I have been building a tool carrier this week, a wooden box with splayed sides and a handle like every carpenter had a hundred years ago, long enough for my hand saws and my jointer plane, designed for easy carrying. This was supposed to be a simple project, which was my first mistake — but I’ll get to that later, in another post, after I’ve finished the thing. In addition to being more complicated than I realized it has turned out to be more work than I’d expected, for a couple of reasons.
This is less a recipe than a suggestion, and less a suggestion than an essay on strawberry shortcake, which well-made is one of the great triumphs of American cuisine and deserves more respect than it usually gets.
It has for several years been a source of mild frustration to me that I cannot find a reliable recipe for preserves. I have all kinds of recipes for chutneys and conserves and marmalades, and for jams with honey and low-sugar jellies and for special preserves made from this or that sort of (where I live) unattainable stone fruit. What I want is simply strawberry preserves, peach preserves, blackberry preserves, and there, so far as I can tell, are no well-tested recipes to be had in books.
For basic jams and jellies, of course, the folded sheet in the box of pectin gives me instructions, but the point of preserves is not to use boxed pectin. Preserves is fruit with just enough sugar to literally preserve it, and perhaps a touch of fresh lemon juice if even that much sugar seems too sweet; it is stirred and tended while it cooks down; it is soft on the spoon and in the mouth, not molded like a school-lunch dessert. To make true preserves is to capture the essence of fresh summer fruit and hoard it away in a cupboard for the horrible soggy February morning when you simply cannot face another day of winter, and you open it up and spoon dollops onto buttered toast and feel that perhaps you can live another day.
My problem with baking bread as a habit has been finding a recipe I can make every week that meets my family’s needs rather than my foodie dreams. Here’s what I’ve come up with.
When I was learning to cook I liked to watch Jacques Pépin. In the early 1990s he recorded a series of short videos on basic cooking techniques that the local PBS station aired every year during its pledge drive. Poaching an egg, for example, or making mayonnaise, or trimming an artichoke, or making tomato flowers. When demonstrating a technique that required learned skill he slowed it down and patiently explained it so that the viewer could see and understand what he was doing. Then — and this was the part I especially liked — he would speed it back up so that you could see what the technique looked like in the hands of a professional. “In cooking school you would do it three, four hundred times,” he would say with a shrug, “and then it will look like this.” This looked like magic, but because I’d seen it step by step, his expectation that I would emulate him at home seemed perfectly reasonable.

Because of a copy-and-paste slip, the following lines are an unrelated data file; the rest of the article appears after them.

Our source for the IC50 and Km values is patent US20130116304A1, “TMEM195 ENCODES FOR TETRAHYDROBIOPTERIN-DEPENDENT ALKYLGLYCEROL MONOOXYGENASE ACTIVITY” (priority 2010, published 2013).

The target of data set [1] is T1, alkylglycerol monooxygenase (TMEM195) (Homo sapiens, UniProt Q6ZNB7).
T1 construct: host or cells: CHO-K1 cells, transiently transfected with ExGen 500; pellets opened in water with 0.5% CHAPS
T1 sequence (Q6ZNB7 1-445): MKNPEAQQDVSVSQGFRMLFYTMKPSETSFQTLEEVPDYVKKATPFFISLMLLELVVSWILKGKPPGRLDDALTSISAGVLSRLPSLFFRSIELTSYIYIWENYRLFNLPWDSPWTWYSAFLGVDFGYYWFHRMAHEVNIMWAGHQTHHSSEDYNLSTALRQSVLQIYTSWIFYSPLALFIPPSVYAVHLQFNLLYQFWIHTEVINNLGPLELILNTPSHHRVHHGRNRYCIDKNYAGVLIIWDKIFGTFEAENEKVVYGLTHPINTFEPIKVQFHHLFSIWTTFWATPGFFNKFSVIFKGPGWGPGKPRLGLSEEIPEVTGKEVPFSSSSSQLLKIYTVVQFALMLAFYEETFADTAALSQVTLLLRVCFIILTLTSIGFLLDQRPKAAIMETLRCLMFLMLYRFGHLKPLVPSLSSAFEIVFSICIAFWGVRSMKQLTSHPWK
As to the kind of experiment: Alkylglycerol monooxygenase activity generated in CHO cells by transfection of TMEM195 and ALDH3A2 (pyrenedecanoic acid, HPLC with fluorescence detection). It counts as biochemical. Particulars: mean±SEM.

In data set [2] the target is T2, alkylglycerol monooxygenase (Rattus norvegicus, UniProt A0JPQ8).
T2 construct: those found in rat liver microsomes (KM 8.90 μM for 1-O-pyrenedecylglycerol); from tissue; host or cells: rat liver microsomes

For the benefit of Canadians, Jacobins, progressives, engineers, and stuck-up stickybeaks of all stripes, I herein explain why the metric system is inferior to traditional systems of measurement for those who work with their hands, think with their right brains, and prefer not to resort to a calculator for every little thing.
Metric vs. traditional systems
First, I don’t like the term “metric system.” Either it refers only to the meter and ignores all of the other units of measure (which is silly), or it implies that it’s the only system that is metered (which is also silly). What is commonly called the metric system is part of a much larger system of measurement known as the International System, or SI. (The abbreviation is backward because it comes from the French, and they do everything backwards.)
The SI is all decimal, and its units, which include familiar ones like the watt and the second and less-familiar ones like the joule, are all interrelated in a very nice way that I won’t trouble to explain here. (You can read about it here.) It’s a very nice system, for many purposes — but not for all purposes. (I’m unnecessarily familiar with it from having been, at some time late in the last century, a theoretical physicist in training.)
In the Chinese Calendar, the New Year, which arrives four to eight weeks after the winter solstice, marks the beginning of spring. (That’s late January to mid Feburary for you Westerners.) That makes sense to us, because in North Carolina, it’s time to plant potatoes, lettuce, greens, onions, peas, and cabbages and their kin. We planted lettuce, turnip greens, red and white onions, sugar snaps, broccoil, cabbage, radishes, and carrots in raised beds. The potatoes go in "bins," chickenwire cages lined with newspaper and filled with topsoil and compost. As the plants grow taller they can be covered with more dirt.